Currently viewing the category: "True Bugs"
What's That Bug? does not endorse extermination

Subject: red ant like bug?
Geographic location of the bug: Waxhaw NC
Date: 05/09/2019
Time: 02:56 PM EDT
Your letter to the bugman: these guys were on my screen about 5.5 feet up on a deck.I’ve never seen anything like them and the segmented strand looks like what they may have hatched from?
How you want your letter signed : Kathy

Hatchling Leaf Footed Bugs

Dear Kathy,
These are hatchling Leaf Footed Bugs from the family Coreidae.

What's That Bug? does not endorse extermination

Subject:  OMG!
Geographic location of the bug:  Birmingham Alabama
Date: 05/08/2019
Time: 07:55 PM EDT
Your letter to the bugman:  What is this bug??
How you want your letter signed:  Shelle

Big Legged Bug

Dear Shelle,
This is a harmless Big Legged Bug in the genus
Acanthocephala.

What's That Bug? does not endorse extermination

Subject:  Please identify
Geographic location of the bug:  Southern California
Date: 05/01/2019
Time: 03:03 AM EDT
Your letter to the bugman:  Friend found this in her garden. None of us have noticed this spieces befor and would very much like to become familiar with it.
How you want your letter signed:  Hunter

Plant Bug

Dear Hunter,
This is a Plant Bug in the family Miridae.  We identified
Closterocoris amoenus on the Natural History of Orange County website, and BugGuide does not provide information if it is a predator or a plant feeder.  We will do additional research to determine its diet. 

What's That Bug? does not endorse extermination

Subject:  Assassin bug or kissing bug?
Geographic location of the bug:  North Virginia
Date: 04/26/2019
Time: 02:37 PM EDT
Your letter to the bugman:  On April 26, I saw this bug in my mail box and thought it looked interesting so I took a few pictures of it. But just today, I saw a news post about the Kissing Bug and tried to search around to find out if it was. I ended up finding another article on here dating back to April 2016 with a photo of a similar looking bug called the Assassin bug or something like that. Can you please help me identify this bug?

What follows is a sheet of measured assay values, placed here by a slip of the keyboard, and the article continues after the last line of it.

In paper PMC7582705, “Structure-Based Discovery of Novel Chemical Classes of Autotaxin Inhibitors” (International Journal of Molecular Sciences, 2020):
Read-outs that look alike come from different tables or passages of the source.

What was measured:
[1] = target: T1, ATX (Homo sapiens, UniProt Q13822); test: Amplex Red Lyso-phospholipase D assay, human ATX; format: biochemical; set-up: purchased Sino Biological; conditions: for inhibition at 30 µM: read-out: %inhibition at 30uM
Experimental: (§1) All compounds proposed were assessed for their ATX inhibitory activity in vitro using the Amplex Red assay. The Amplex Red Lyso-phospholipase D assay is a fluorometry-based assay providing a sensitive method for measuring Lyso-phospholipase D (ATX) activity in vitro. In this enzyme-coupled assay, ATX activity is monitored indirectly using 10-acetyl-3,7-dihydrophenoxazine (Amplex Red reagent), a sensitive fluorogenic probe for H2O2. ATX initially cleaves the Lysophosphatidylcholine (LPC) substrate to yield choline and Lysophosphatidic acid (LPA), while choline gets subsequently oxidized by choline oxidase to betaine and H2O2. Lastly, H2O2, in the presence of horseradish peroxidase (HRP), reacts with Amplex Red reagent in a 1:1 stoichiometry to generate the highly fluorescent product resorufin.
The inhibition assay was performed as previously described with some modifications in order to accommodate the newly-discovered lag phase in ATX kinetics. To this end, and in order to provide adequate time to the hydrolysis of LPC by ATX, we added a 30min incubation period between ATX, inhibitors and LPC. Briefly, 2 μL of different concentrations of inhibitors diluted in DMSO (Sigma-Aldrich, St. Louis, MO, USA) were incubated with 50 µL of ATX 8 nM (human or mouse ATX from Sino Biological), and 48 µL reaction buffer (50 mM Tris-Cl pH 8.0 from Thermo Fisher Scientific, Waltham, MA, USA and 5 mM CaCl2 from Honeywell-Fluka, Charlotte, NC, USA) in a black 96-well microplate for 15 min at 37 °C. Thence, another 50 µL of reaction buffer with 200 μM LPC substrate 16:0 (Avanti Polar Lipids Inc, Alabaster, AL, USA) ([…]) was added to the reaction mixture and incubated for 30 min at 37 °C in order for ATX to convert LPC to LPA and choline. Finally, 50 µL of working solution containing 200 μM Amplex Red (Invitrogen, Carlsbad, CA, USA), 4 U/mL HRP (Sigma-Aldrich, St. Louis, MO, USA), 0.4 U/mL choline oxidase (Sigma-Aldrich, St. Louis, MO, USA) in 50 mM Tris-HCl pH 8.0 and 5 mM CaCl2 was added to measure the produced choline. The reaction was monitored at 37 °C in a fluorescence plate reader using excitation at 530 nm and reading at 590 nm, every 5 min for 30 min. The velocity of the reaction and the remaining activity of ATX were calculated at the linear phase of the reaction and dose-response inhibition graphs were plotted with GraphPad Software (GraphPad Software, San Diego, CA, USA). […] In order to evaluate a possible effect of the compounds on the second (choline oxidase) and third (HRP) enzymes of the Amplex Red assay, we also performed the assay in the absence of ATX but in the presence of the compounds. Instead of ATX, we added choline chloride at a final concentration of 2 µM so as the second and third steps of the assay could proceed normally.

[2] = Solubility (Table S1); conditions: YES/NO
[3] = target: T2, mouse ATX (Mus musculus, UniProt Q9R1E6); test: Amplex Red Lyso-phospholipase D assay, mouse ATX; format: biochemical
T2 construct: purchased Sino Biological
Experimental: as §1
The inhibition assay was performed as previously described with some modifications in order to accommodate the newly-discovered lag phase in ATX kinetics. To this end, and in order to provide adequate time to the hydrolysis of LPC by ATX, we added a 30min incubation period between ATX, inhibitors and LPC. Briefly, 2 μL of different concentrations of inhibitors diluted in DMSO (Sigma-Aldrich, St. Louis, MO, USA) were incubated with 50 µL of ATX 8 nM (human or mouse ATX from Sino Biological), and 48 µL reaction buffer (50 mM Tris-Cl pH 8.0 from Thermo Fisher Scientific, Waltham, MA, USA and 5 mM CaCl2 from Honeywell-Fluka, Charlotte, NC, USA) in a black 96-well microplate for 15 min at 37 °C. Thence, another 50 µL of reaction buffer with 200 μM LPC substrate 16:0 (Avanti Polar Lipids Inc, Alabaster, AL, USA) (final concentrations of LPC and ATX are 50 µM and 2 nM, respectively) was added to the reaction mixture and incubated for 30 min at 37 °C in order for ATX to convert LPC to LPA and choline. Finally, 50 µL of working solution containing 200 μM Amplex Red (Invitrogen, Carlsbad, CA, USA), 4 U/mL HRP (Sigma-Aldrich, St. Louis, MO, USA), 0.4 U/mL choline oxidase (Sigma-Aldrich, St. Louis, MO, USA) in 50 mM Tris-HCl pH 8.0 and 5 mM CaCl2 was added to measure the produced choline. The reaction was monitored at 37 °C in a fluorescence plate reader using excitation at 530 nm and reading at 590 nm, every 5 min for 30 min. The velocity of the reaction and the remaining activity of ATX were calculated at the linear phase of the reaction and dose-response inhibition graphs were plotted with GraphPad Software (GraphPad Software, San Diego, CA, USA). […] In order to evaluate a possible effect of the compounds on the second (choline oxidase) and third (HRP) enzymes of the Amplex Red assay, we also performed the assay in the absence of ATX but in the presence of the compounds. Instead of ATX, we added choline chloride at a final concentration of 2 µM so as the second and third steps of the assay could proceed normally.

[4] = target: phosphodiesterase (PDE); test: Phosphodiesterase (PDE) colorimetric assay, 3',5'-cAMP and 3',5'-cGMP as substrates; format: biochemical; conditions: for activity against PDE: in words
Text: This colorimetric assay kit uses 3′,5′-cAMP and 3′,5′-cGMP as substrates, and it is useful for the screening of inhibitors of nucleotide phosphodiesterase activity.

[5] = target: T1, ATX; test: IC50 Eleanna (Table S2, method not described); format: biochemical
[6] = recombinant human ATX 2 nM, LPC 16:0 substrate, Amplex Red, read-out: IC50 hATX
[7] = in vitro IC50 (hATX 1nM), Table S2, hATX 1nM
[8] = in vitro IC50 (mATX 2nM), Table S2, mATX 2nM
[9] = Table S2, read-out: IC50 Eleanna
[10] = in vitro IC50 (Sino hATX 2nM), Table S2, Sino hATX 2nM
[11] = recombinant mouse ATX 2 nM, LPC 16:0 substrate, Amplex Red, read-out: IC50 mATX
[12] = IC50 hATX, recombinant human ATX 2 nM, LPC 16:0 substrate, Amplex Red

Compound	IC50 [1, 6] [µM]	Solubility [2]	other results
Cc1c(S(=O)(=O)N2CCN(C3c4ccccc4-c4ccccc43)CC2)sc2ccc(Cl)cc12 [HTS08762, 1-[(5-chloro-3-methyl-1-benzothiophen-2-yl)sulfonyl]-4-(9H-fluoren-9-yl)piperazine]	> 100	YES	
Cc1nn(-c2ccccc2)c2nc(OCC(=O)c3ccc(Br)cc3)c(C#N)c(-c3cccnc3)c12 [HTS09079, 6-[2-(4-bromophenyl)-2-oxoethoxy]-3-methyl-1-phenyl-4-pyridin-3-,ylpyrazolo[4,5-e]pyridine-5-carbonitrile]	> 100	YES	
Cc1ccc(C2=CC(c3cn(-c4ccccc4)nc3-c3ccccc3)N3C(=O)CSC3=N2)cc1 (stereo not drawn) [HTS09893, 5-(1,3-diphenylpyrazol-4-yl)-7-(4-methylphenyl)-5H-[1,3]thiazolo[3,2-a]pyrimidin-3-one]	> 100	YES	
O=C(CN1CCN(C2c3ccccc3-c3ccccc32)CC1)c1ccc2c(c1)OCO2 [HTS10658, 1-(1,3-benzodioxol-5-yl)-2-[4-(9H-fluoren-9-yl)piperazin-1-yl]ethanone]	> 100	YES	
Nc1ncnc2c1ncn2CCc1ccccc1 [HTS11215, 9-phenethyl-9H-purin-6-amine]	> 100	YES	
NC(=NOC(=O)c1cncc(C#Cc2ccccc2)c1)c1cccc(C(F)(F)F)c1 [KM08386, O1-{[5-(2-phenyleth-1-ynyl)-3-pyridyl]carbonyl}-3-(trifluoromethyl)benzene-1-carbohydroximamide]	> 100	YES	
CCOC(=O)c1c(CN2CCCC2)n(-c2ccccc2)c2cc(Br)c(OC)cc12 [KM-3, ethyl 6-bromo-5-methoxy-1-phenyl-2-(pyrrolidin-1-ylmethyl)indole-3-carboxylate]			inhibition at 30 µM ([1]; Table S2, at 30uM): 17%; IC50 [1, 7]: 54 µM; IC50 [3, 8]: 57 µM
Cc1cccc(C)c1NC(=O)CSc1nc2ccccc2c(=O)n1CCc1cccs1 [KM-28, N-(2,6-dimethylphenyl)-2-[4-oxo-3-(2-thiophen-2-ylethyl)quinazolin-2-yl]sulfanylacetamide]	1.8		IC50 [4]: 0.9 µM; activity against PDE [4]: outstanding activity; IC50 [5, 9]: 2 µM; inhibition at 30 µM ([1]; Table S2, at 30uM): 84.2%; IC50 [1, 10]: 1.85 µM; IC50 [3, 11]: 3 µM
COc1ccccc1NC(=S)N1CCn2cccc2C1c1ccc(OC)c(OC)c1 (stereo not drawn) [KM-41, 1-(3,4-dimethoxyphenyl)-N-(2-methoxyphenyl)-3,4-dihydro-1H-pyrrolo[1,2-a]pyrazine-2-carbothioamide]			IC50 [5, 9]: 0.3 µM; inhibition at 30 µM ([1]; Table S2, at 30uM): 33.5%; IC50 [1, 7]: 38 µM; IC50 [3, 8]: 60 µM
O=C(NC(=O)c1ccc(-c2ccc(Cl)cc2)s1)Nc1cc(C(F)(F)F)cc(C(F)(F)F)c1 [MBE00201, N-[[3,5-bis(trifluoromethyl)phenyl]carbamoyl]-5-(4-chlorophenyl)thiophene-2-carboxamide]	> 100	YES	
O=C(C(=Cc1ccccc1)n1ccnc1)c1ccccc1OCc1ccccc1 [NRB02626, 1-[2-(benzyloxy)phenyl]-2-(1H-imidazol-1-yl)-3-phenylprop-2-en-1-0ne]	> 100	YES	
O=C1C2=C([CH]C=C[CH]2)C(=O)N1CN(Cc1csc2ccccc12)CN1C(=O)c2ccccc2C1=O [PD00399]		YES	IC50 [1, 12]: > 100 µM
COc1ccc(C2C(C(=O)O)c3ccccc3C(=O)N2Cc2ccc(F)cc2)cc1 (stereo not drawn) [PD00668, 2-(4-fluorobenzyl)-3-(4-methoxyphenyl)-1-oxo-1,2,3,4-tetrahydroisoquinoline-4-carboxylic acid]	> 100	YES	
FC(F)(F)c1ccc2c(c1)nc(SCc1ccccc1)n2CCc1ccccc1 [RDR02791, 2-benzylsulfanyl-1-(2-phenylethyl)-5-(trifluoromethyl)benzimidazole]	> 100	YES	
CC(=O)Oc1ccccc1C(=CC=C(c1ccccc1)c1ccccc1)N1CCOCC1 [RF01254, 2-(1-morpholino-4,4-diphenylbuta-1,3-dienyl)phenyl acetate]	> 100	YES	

Thank you~
How you want your letter signed:  Liya

Sycamore Assassin Bug

Dear Liya,
This is a Sycamore Assassin Bug in the genus
Pselliopus, and like other members of the Assassin Bug family Reduviidae, it might bite if carelessly handled, but the bite is not considered dangerous.  Kissing Bugs are also Assassin Bugs, but they prey upon warm blooded hosts.  Kissing Bugs will readily bite humans and especially those found in warmer regions can spread Chagas Disease.

What's That Bug? does not endorse extermination

Subject:  Strange bug in Ohio
Geographic location of the bug:  Morrow, OH
Date: 04/25/2019
Time: 05:10 PM EDT
Your letter to the bugman:  I saw this sitting on my closed garage door. Have never seen anything like it. Have you an identity for it?
How you want your letter signed:  Jim Kightlinger

Wheel Bug

Dear Jim,
This is an adult Wheel Bug, the largest North American Assassin Bug, and this is not a rare insect in the eastern part of the continent, however this April sighting is quite unusual.  We generally get images of adult Wheel Bugs much later in the year, especially in northern states, and this is the time of year we expect to get reports of hatchling Wheel Bugs.

Update:  Hi Daniel – Thanks for the ID of the Assassin bug. I should have mentioned that the photo was not current. The picture was taken 10/6/2018 so being an adult was perfectly right for that time of year. Ugly little bugger though. I left him alone to do whatever ugly bugs do.
Thanks again – Jim Kightlinger

What's That Bug? does not endorse extermination

Subject:  Mexican beetle
Geographic location of the bug:  Cima de Tepozteco
Date: 04/19/2019
Time: 11:46 AM EDT
Your letter to the bugman:  Looking to identify this photographed by a friend. Apparently known as escarabajo but I’m guessing that’s a generic name for several beetles.
How you want your letter signed:  Cliff

Giant Mexquite Bug nymph

Dear Cliff,
This is not a Beetle.  It is a Giant Mesquite Bug nymph, and they are frequently found feeding in groups.

Hi Daniel
Thank you very much for your prompt reply and identification. Please excuse my basic ignorance of what is a beetle or not.
A friend of mine took that photo, and from a British perspective, it looks very unusual. Several of us will be glad to know.
Best wishes
Cliff

No problem Cliff.  That is why we are still here after 17 years.

What's That Bug? does not endorse extermination